GPB Introduces New Digital eBook Resource For Shakespeare’s Plays: WordPlay Shakespeare
Quick, name a play that uses a pandemic and the consequent need for social isolation as a plot twist that leads to tragedy. If you answered Romeo and Juliet, congratulations, you’re right!
For hundreds of years — literally, hundreds of years — students and adults alike have struggled to read Shakespeare’s plays. That’s in large part because he wrote his plays to be seen and heard, not read. Reading Shakespeare is like reading a movie script — something that is written for actors so they learn and then perform the lines for our entertainment. Or, put another way, the score for a song you like is not the actual song — it’s the instructions that musicians use to play the notes in the right sequence, and with the right emphasis.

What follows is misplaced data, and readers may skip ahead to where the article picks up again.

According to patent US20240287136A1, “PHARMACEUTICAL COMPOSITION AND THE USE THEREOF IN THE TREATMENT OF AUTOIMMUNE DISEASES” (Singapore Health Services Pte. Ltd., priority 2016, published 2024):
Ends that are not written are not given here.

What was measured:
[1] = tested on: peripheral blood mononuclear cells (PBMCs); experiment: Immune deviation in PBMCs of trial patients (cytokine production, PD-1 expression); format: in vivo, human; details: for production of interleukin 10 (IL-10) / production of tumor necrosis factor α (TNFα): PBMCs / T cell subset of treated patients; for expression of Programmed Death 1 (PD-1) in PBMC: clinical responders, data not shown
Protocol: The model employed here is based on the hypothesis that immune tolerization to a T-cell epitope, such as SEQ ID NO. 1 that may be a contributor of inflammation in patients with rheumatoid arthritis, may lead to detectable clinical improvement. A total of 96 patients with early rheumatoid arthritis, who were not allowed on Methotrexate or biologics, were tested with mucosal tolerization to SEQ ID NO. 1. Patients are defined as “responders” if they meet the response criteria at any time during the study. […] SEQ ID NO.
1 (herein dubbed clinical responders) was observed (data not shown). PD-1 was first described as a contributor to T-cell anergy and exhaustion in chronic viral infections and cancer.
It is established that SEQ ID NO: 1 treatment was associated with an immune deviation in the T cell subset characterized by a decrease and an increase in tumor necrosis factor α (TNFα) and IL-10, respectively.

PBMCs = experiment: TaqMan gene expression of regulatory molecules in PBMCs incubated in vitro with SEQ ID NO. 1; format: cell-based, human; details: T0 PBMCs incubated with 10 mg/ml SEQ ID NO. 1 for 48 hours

About six years ago, the folks at WordPlay Shakespeare decided to tackle this problem by filming several of Shakespeare’s plays in their entirety, and then placing the performers “onto the page,” next to The Bard’s words. Now, when you read the play, you can trigger the performers on the righthand “page,” and you can hear and see them performing the lines - their emphasis, their positioning, their inflection, their emotion. Everything comes alive, right next to the words of the play. The team at WordPlay has added modern English translations, modern Spanish translations, glossaries, quiz questions on each page, summaries, and other links and materials to help you work with (and enjoy) Shakespeare’s text.
From a technology perspective, all that’s required is a device that supports a Safari or Chrome browser (even smart phones work) and an internet connection.
Because of the current and special circumstances, New Book Press is offering three WordPlay Shakespeare eBooks free of charge to all schools and parents that request them. They include Romeo and Juliet, A Midsummer Night's Dream, and Macbeth. To access the eBooks, you and your students/children will need a username and a password.
If you are a teacher and would like a free license for yourself and your students, go to thenewbookpress.com/gpb-offer to submit your request.